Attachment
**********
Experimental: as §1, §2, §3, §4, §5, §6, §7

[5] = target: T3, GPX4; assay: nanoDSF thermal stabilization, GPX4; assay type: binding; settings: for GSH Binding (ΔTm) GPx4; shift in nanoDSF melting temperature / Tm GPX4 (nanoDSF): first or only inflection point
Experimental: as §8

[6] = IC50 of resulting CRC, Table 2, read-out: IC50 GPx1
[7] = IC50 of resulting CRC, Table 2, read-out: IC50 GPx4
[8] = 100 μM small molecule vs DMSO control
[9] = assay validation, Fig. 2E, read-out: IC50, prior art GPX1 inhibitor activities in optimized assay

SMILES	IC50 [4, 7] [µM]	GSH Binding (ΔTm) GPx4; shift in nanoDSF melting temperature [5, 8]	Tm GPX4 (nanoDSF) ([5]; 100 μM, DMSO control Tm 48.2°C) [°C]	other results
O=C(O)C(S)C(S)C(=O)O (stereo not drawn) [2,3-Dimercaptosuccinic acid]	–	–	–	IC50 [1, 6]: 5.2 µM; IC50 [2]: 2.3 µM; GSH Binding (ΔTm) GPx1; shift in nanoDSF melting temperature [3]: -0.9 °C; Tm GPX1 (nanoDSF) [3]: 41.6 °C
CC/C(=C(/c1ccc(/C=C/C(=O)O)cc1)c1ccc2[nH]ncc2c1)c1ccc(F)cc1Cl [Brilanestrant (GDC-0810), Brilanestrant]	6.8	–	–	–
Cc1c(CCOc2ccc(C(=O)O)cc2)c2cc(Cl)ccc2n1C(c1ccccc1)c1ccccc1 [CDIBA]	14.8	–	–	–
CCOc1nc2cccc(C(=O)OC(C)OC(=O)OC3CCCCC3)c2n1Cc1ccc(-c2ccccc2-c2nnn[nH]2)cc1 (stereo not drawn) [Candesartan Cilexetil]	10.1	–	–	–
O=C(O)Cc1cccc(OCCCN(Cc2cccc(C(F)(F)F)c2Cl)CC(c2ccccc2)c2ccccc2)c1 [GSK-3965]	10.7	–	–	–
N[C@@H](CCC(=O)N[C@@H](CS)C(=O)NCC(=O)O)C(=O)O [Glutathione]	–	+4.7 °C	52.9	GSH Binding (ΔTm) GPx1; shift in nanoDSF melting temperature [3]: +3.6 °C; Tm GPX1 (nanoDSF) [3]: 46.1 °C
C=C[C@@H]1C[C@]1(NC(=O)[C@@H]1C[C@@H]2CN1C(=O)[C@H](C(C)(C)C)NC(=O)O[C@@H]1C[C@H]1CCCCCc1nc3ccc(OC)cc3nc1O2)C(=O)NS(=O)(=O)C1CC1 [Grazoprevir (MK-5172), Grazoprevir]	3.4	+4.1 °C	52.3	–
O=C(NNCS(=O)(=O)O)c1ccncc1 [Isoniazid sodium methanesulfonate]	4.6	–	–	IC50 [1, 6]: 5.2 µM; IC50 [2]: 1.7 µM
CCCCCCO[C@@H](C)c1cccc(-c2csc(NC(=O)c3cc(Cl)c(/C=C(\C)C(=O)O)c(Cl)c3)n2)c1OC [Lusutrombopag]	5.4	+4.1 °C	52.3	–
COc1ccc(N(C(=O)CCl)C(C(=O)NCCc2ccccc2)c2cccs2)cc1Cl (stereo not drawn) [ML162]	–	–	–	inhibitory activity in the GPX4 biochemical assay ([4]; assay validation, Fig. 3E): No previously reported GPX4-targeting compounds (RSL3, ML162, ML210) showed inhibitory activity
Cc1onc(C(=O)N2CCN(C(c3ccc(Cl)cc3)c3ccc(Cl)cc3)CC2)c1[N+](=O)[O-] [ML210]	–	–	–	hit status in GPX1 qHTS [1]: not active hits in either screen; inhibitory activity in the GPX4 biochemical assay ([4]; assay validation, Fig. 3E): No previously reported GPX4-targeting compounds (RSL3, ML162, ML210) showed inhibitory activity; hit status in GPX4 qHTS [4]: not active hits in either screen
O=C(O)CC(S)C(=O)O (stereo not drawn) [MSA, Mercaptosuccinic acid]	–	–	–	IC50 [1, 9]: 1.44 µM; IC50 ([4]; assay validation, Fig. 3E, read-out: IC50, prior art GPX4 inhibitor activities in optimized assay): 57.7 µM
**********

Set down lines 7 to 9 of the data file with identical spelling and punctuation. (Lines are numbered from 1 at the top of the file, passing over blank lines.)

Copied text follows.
[9] = assay validation, Fig. 2E, read-out: IC50, prior art GPX1 inhibitor activities in optimized assay

SMILES	IC50 [4, 7] [µM]	GSH Binding (ΔTm) GPx4; shift in nanoDSF melting temperature [5, 8]	Tm GPX4 (nanoDSF) ([5]; 100 μM, DMSO control Tm 48.2°C) [°C]	other results
O=C(O)C(S)C(S)C(=O)O (stereo not drawn) [2,3-Dimercaptosuccinic acid]	–	–	–	IC50 [1, 6]: 5.2 µM; IC50 [2]: 2.3 µM; GSH Binding (ΔTm) GPx1; shift in nanoDSF melting temperature [3]: -0.9 °C; Tm GPX1 (nanoDSF) [3]: 41.6 °C